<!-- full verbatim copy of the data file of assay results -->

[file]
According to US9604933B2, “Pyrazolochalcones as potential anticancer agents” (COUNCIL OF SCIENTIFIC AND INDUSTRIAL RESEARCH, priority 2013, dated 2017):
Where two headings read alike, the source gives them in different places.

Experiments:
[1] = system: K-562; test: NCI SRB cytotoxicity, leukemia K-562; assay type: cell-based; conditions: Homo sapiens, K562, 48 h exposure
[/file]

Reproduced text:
According to US9604933B2, “Pyrazolochalcones as potential anticancer agents” (COUNCIL OF SCIENTIFIC AND INDUSTRIAL RESEARCH, priority 2013, dated 2017):
Where two headings read alike, the source gives them in different places.

Experiments:
[1] = system: K-562; test: NCI SRB cytotoxicity, leukemia K-562; assay type: cell-based; conditions: Homo sapiens, K562, 48 h exposure